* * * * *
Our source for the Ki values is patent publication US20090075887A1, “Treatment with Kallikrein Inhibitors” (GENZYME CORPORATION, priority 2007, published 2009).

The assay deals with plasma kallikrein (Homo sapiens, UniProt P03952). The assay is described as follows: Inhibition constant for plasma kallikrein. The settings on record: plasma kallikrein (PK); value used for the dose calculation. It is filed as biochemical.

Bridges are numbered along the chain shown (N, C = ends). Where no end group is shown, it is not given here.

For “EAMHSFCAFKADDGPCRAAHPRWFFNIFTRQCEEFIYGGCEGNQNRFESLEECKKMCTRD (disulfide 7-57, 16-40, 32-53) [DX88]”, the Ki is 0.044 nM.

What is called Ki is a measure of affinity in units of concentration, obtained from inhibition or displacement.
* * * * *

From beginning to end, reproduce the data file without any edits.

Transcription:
Our source for the Ki values is patent publication US20090075887A1, “Treatment with Kallikrein Inhibitors” (GENZYME CORPORATION, priority 2007, published 2009).

The assay deals with plasma kallikrein (Homo sapiens, UniProt P03952). The assay is described as follows: Inhibition constant for plasma kallikrein. The settings on record: plasma kallikrein (PK); value used for the dose calculation. It is filed as biochemical.

Bridges are numbered along the chain shown (N, C = ends). Where no end group is shown, it is not given here.

For “EAMHSFCAFKADDGPCRAAHPRWFFNIFTRQCEEFIYGGCEGNQNRFESLEECKKMCTRD (disulfide 7-57, 16-40, 32-53) [DX88]”, the Ki is 0.044 nM.

What is called Ki is a measure of affinity in units of concentration, obtained from inhibition or displacement.